|Title:||Wapping Wharf Phase One, Bristol, UK|
|Markets:||Residential, Public Realm, Mixed-use|
|Client:||Wapping Wharf (Umberslade) Ltd|
|Team:||Gillespies and Alec French|
|Photography:||Jason Gairn and Simon Doling|
Wapping Wharf Phase One is the phased transformation of previously derelict land to the south of Bristol’s iconic floating harbour into a lively new waterfront quarter. We have created a high-quality public realm that seamlessly integrates this new neighbourhood into Bristol, building a sense of community among the residents, retailers and nearby neighbourhoods.
Designed by Alec French Architects for joint-venture clients Umberslade and Muse Developments, the first phase of the three-staged project provides 194 residential units and approximately 900 square metres of retail and leisure space. The completed development will eventually comprise over 600 new homes and an eclectic mix of independent restaurants, eateries and shops.
Gillespies was responsible for developing the landscape masterplan and, in particular, a high-quality public realm, waterfront public square and collection of private residential courtyards.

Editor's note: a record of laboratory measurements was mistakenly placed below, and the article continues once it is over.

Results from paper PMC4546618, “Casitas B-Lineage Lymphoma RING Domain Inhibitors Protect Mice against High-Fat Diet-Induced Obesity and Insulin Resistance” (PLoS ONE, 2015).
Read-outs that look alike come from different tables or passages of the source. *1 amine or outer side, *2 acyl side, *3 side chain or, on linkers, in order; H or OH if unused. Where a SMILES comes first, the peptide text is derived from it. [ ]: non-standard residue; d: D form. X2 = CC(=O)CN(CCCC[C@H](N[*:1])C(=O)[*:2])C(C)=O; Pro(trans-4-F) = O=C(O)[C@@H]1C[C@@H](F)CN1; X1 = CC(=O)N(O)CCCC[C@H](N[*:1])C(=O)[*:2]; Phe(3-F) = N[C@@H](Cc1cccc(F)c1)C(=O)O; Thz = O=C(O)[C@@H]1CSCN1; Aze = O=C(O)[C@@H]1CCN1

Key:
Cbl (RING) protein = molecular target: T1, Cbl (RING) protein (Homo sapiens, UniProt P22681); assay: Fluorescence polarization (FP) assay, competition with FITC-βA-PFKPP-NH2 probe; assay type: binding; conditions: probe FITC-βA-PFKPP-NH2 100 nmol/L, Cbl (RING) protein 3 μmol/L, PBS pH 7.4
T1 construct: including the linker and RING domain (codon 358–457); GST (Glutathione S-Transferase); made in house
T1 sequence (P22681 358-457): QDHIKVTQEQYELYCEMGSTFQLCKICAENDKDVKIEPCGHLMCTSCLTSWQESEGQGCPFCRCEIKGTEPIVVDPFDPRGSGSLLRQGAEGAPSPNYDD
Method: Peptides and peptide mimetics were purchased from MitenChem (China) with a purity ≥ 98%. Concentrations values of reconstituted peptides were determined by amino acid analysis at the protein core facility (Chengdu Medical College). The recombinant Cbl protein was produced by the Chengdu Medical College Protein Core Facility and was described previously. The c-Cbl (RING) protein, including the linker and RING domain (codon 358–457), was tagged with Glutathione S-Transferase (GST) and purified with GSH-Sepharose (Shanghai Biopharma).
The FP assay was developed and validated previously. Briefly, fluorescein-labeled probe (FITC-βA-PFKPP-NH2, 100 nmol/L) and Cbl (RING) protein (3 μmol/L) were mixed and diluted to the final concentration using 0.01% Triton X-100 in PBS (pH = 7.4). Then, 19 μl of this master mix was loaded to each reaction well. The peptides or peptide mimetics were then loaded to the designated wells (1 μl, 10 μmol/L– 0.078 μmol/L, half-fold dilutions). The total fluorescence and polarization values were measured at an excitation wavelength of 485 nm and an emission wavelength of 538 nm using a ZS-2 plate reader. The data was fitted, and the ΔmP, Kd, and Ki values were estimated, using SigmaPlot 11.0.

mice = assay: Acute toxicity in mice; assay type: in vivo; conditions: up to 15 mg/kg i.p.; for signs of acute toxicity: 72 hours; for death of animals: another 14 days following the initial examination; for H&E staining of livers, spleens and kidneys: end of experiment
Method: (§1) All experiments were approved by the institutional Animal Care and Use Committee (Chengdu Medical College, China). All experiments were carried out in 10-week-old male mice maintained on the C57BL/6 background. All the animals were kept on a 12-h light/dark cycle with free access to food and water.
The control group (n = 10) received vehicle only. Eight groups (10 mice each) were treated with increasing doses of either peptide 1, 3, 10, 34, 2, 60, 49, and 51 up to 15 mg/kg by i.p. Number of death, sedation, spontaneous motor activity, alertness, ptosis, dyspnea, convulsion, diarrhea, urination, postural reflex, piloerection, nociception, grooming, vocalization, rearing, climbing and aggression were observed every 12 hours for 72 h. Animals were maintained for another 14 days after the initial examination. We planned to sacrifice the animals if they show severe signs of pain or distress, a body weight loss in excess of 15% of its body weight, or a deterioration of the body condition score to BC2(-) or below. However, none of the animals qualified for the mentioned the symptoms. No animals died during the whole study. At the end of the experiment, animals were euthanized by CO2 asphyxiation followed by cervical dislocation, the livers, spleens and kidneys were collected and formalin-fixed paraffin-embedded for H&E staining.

The public realm is conceived as a series of community spaces and green corridors, facilitating pedestrian and cycle movement through the site and encouraging on-street activity and community interaction. Capitalising on the site's proximity to the waterfront, a main square acts as a fulcrum for movement through the site and along the dock edge. Museum Square forms a major recreational and events space for the residents, businesses and visitors. Orientated northwards facing the Floating Harbour, the waterside space is part of a gritty and robust industrial scale and character reinforced by the presence of concrete pavements, active railway lines, dockside cranes and a variety of boats moored along its length. The paved square is
The industrial history of the area is not forgotten. The construction materials selected across the development, including steel, natural stone, cement and wood, reflect the former dockside character but are used in a contemporary style. In addition, old cobblestones have been salvaged and reused within the public realm to further enhance the dockside character.
A new pedestrian route, Gaol Ferry Steps, crosses the site to Museum Square on the Floating Harbour. The tree-lined walkway is lined with independent retailers and a retail food hub constructed of recycled shipping containers, known as Cargo. The walkway runs through the heart of the neighbourhood, connecting South Bristol and the City Centre.
The residential accommodation benefits from a tranquil setting of richly landscaped courtyards that offer spaces where residents can sit amongst large cor-ten steel and concrete planters filled with verdant, structural planting that will provide year-round interest.